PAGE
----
There are many reasons. Some more valid than others. First, digital TV allows much better video and audio than analog. With digital TV, video can improve up to what is called High Definition TV. Video much sharper than analog. The Audio or Sound part of the TV program can also improve up to, not 2 (stereo), but 6 channels of sound called surround sound. In addition, TV stations can do what is known as multi-casting or sending out multiple TV programs at once on several sub-channels. So instead of just one TV show, a station can broadcast 5 programs at once (not High-Def). Other reasons include using the freed up analog TV frequencies for police, fire and emergency personnel. Also, wireless companies will buy from the government, parts of the freed up spectrum to use for newer services for their customers. And part of it is keeping up with the times. Many countries in the world are digital already.

Is Digital TV the Same as HDTV?

No. HDTV is just one form of digital TV. Digital TV can be lower video resolution (SDTV) or High resolution (HDTV). To be HDTV the signal must be 720p, 1080i or 1080p resolution and you need a High Definition TV display to view HD. Most big screen digital TVs are capable of High Definition but it depends on the source signal coming in to the TV. Blu-ray disc movies for example can be 1080p, currently the highest resolution video available for consumers, but your TV station can transmit less than HD at times or can transmit High Definition shows such as prime time viewing or certain sporting events. You DON'T have to subscribe to cable or satellite to get HDTV programming. There are many TV stations that broadcast HD signals over the free public airwaves.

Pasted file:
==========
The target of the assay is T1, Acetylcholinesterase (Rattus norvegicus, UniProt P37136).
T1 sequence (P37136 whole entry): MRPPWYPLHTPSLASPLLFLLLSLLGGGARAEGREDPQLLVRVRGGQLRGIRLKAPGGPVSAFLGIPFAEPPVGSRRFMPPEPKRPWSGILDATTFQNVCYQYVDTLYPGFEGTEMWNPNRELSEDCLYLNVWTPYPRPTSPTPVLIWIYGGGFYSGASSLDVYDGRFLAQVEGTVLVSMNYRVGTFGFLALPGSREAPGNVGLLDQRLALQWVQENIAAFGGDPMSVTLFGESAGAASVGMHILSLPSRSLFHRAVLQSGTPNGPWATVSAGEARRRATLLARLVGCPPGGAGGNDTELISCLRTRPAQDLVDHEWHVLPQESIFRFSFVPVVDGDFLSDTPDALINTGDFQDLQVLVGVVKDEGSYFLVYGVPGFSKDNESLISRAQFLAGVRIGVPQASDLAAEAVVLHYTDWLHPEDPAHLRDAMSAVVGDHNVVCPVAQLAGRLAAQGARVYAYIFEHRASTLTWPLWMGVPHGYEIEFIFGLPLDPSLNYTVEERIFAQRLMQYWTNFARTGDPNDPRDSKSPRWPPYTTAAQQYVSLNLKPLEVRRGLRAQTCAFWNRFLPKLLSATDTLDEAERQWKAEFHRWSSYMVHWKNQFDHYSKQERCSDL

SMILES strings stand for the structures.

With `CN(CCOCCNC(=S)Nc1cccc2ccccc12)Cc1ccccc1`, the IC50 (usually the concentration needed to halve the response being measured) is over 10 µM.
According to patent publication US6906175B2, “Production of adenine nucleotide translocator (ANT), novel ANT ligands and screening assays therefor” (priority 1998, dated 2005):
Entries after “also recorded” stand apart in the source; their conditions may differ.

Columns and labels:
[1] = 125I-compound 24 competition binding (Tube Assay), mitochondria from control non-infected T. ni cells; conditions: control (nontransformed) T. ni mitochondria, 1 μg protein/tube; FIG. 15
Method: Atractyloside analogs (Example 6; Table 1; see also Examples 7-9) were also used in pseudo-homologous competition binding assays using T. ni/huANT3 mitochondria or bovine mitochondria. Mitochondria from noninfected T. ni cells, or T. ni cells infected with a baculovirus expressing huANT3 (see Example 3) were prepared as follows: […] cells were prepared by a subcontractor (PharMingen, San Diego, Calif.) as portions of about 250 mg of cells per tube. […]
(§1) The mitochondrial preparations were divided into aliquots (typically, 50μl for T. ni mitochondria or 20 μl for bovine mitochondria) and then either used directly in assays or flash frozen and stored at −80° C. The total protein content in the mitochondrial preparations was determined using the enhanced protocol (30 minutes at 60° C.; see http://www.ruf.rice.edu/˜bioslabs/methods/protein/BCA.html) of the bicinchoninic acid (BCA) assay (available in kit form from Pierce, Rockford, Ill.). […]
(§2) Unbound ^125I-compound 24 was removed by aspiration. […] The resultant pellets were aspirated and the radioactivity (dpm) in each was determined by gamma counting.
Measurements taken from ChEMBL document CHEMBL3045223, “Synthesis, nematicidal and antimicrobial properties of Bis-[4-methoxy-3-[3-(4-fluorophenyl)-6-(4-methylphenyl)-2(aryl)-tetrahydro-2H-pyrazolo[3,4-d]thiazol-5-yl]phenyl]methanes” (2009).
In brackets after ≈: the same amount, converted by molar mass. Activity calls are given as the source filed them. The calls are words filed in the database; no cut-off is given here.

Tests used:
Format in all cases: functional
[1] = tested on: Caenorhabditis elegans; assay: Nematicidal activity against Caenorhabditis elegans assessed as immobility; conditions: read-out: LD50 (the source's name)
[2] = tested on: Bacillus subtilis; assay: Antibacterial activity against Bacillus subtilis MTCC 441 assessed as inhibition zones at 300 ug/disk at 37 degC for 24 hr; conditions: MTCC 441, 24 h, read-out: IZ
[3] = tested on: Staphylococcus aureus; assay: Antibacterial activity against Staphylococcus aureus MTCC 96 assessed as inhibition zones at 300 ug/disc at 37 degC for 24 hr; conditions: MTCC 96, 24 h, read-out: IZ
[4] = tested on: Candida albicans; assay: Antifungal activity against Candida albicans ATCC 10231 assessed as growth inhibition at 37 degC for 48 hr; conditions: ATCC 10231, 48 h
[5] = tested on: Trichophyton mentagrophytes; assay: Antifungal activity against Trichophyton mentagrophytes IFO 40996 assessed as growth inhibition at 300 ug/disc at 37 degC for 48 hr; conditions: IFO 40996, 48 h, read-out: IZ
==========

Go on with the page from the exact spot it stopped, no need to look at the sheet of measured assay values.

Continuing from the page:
What are Analog and Digital TV Signals?

An analog signal is a continuous electrical wave that varies in response to changes in the sound or image being transmitted. A digital signal is a sequence of pulses. The original information is converted into a series of two distinct levels (digital bits like ones and zeros) before being transmitted.

Why is digital TV better?

Digital signals can be sent for longer distances and are less prone to interference than analog signals. And since a digital signal is just a string of numbers, it can be reproduced exactly. By contrast, analog signals cannot be copied perfectly. Each copy of an analog audio or video recording will have deterioration. With digital TV there is no snow, although you can have picture distortion if you have a weak signal. With digital TV there is more flexibility such as sending out digital data as well as video and audio. With digital TV you can get a wider view of the action and a picture over 6 times as sharp as analog. Six channel surround sound is also possible, putting the audience right in the middle of the action. The new TV displays are designed to work with digital TV. These screens can be hugh, some more than 60 inches and can be mounted on the wall since they are flat panels. Digital opens up new horizons for advanced technology.